Publishers using user-generated content (UGC) are not simply going for the cheap option, Neil McIntosh, head of editorial development at Guardian.co.uk, told the audience at last night’s New Media Knowledge (NMK) ‘What happens to newspapers?’ event.
McIntosh was responding to suggestions made by the National Union of Journalists’ (NUJ) Tim Gopsill that publishers were using more UGC to reduce costs.
“UGC is not cheap. It’s many things, but it’s not cheap. It’s extremely expensive to nurture it and to make it something worthwhile. My heart sinks when I hear the union saying that journalists are going to be replaced with UGC,” said McIntosh.
Costs of publishing UGC, such as photos and comments, rapidly and training staff to moderate and contribute to discussions online are often overlooked in the debate over whether publishers should be using it, he added.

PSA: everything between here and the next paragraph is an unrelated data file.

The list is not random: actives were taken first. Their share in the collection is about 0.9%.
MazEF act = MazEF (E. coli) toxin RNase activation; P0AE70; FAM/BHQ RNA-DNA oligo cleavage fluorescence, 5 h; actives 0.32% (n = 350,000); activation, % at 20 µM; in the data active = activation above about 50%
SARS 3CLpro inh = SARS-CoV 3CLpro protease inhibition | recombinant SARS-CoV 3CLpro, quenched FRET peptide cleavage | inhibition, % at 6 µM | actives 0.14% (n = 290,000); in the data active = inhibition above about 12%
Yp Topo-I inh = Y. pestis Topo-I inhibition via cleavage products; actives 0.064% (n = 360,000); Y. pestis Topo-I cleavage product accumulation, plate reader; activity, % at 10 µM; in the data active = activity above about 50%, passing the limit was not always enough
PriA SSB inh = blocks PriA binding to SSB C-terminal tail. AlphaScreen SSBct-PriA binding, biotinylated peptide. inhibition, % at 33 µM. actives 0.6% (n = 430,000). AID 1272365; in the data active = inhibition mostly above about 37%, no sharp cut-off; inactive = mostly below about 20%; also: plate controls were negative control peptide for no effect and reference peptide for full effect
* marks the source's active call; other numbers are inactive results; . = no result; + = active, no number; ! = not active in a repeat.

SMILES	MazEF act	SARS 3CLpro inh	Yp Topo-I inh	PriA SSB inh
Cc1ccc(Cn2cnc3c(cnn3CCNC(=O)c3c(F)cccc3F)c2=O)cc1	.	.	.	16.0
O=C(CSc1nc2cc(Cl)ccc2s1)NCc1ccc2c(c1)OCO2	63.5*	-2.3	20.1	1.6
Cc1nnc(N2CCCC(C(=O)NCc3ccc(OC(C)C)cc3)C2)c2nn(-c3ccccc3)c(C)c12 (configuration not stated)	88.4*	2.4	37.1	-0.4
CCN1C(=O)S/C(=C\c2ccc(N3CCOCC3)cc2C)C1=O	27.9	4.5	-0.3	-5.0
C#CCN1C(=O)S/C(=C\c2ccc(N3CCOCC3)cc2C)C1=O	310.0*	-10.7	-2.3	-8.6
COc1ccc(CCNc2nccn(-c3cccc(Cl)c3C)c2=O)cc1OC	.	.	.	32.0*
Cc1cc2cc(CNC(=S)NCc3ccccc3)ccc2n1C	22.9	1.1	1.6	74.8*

Speaking specifically about the Guardian’s new belief channel on its Comment is Free (CiF) platform, McIntosh said that without proper moderation and nurturing, the paper ‘might as well be lighting the blue touch paper and running’.
When interacting with UGC, in particular comments, blog posts and CiF submissions, it is about ‘encouraging journalists to write the kind of things that kickstart a debate in the right direction’, he said.
- Press Gazette: ‘Many millions’ more visitors needed to Guardian.co.uk before it can stop relying on print
- San Diego Union-Tribune offering free paper to users who ‘check-in’
- Observer to drop to four sections staff told
- NUJ’s Journalist magazine to go online-only
- Editor’s Weblog: Review of Guardian Unlimited’s development in the build-up to integration